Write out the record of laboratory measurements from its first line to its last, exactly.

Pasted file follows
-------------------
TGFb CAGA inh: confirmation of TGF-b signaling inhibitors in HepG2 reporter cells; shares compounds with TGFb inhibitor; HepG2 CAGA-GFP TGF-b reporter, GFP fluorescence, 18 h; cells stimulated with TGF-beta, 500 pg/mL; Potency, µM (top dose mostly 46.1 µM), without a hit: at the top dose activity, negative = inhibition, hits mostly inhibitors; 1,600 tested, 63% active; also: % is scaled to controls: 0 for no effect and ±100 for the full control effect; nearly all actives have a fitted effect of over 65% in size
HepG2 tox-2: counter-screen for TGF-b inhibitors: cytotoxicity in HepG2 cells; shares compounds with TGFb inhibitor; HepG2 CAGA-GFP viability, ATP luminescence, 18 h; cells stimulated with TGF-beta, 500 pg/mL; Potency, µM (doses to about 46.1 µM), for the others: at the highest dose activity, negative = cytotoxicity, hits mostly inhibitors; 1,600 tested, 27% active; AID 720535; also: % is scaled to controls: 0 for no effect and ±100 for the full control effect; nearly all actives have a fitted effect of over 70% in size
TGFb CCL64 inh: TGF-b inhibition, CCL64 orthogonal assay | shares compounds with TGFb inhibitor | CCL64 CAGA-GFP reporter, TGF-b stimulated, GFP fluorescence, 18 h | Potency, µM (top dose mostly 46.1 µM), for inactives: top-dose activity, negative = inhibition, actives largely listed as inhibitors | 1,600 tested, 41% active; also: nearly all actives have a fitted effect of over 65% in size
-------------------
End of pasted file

TGFb CAGA inh: confirmation of TGF-b signaling inhibitors in HepG2 reporter cells; shares compounds with TGFb inhibitor; HepG2 CAGA-GFP TGF-b reporter, GFP fluorescence, 18 h; cells stimulated with TGF-beta, 500 pg/mL; Potency, µM (top dose mostly 46.1 µM), without a hit: at the top dose activity, negative = inhibition, hits mostly inhibitors; 1,600 tested, 63% active; also: % is scaled to controls: 0 for no effect and ±100 for the full control effect; nearly all actives have a fitted effect of over 65% in size
HepG2 tox-2: counter-screen for TGF-b inhibitors: cytotoxicity in HepG2 cells; shares compounds with TGFb inhibitor; HepG2 CAGA-GFP viability, ATP luminescence, 18 h; cells stimulated with TGF-beta, 500 pg/mL; Potency, µM (doses to about 46.1 µM), for the others: at the highest dose activity, negative = cytotoxicity, hits mostly inhibitors; 1,600 tested, 27% active; AID 720535; also: % is scaled to controls: 0 for no effect and ±100 for the full control effect; nearly all actives have a fitted effect of over 70% in size
TGFb CCL64 inh: TGF-b inhibition, CCL64 orthogonal assay | shares compounds with TGFb inhibitor | CCL64 CAGA-GFP reporter, TGF-b stimulated, GFP fluorescence, 18 h | Potency, µM (top dose mostly 46.1 µM), for inactives: top-dose activity, negative = inhibition, actives largely listed as inhibitors | 1,600 tested, 41% active; also: nearly all actives have a fitted effect of over 65% in size